Last month I reviewed Martin of Studenomics' book. Failure To Launch No More (read the review). My conclusion was that while the book will not win a Pulitzer, it is well worth the very small investment in your time and money to read it.)
Martin has another book out: Next Round's On Me: How-to Achieve Financial Freedom in Your 20s. This time, he's graciously provided a guest post, which will give you a flavor for the book and his writing style. I've got a few words to say about the book at the end, which will include an offer that you shouldn't refuse.
“Financial freedom sounds like a scam.”
I totally get that. I would be skeptical as well because this initially sounds like something you would hear on a late night infomercial. Promoting financial freedom in your 20s isn't easy in the era of online scams.
I don’t get offended when someone puts down financial freedom. I am however amused sometimes. It always surprises me how those who have no clue about money management, are in huge amounts of debt, or can’t get ahead are first to put down my ideas. On the other hand, my successful friends are always curious and open to a discussion.
Financial freedom is about being free and feeling free. I'm not promising you millions of dollars and beautiful girls as you sleep 12 hours a day.
What's financial freedom all about?
There are different levels of financial freedom ranging from:
- Paying off your student loans.
- Getting rid of credit card debt.
- Being able to eat out often (daily for me).
- Paying back your parents for college.
- Joining that expensive gym.
- Quitting your job.
- Going on a trip for the first time.
- Saving up enough money to live comfortably.
Freedom depends on what you want out of life and where you want to be.
- If you enjoy your job, then keep it.
- If you don’t want to travel full-time, you don’t have to.
- If you want to eat out religiously, then you can.
- If you want to kill your debt, then it’s possible.
- If you want to buy the next round of drinks for your buddies, you better invite me.
Freedom depends on where you are and where you want to be. You see, there's a huge difference between where you are right now and where you want to be. I'm here to help you close that gap.
What’s your financial freedom plan?
Let's create a plan together so that you don't keep on keeping on forever.
Step #1: Decide on your goal.
What’s your goal? I’m not talking about dreams here. This has to be a goal with a tangible result and a deadline.
Do you want to pay off your student loans? Do you want to quit your job?
Only you know what you want. Your freedom will depend on this. Paying off your student loans will give you freedom because you no longer have to stress about owing money. You could now take some risks with your time and finances.
Step #2: Calculate the numbers.
What are the numbers like?
If you have debt, then you need to see how much you owe.
If you want to quit your job, you need to save up to cover your expenses.
If you want to work for yourself, you need to determine how much you could live off of and what you need to pay the bills.
For example, when my friend Bo wanted to quit his job, I had him write down his expenses. To quit his job he had to save up enough money to cover his expenses for 6 months. Why 6 months? This was the amount of time that he was willing to give himself before he went back to work as he grew his business.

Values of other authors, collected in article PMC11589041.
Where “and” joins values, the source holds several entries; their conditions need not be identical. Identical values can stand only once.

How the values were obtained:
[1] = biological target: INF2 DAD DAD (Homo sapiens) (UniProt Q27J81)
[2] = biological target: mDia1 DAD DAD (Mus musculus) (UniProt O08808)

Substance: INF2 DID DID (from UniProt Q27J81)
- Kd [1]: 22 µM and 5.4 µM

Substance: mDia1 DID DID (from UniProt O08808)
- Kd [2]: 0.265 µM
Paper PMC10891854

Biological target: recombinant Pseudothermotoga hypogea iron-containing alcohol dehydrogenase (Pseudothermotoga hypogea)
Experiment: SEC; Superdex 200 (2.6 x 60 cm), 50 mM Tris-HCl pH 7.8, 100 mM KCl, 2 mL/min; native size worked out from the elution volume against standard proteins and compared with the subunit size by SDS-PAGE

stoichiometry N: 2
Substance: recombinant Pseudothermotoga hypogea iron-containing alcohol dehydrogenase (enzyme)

What do your numbers look like? If you're not happy with how high your expenses are, then it might be time to make some phone calls to cut some of these expenses. I did this last year when I cancelled a subscription and lowered the features on my cell phone.
The numbers don't lie. It may be a bit intimidating at first when you see how much you owe or how much you need to quit a job. Don't worry. You can get there if you break this figure down.
Step #3: Figure out how long it’s going to take you.
How long will it take you?
I hate it when a friend gives me a vague timeline. We all know that “next winter” just isn’t concrete enough.
The math here is simple. Add the numbers up to see what your number is.
Do you have $20k worth of student debt? $5k worth of debt? Do you need to save $6k before you can quit your job?
How long will these goals take to reach? With a financial target in mind and a clear timeline, there's no stopping you.
Step #4: Give yourself some shortcuts.
You need to make things easy for yourself. This is why I believe in small wins and celebrating.
You save $100? Perfect, treat yourself to dessert.
You increase your income? Treat yourself with a drink of your choice.
Life gets tough. I don't want you to be bored out of your mind as you work towards your financial freedom plan. You need to have some fun. Celebrate the small wins and enjoy the ride. Before you know it, that debt will be paid off or you're going to be in Thailand.
Do you need a plan?
You need a destination in mind. You can’t just have wild dreams in your mind that you never follow up on. When you have a plan you now have focus. You won't let useless distractions get in the way because you know exactly where you want to be.
If you ever get lonely, bored, or confused, please refer to this quote.
"Lacking an external focus, the mind turns inward on itself and creates problems to solve, even if the problems are undefined or unimportant. If you find a focus, an ambitious goal that seems impossible and forces you to grow, these doubts disappear.” - Tim Ferriss
Good luck to you!
Editor's Note: Martin also provided me with a copy of the book, Next Round's On Me: How-to Achieve Financial Freedom in Your 20s. Once again it is well worth your time. Right now, the price of the book is "just a damn buck" (one of my favorite Martin quotes). I don't know why he's pricing it so cheaply, but I'd take this opportunity to spread the word. How can it not be one of the best dollars you've ever spent?
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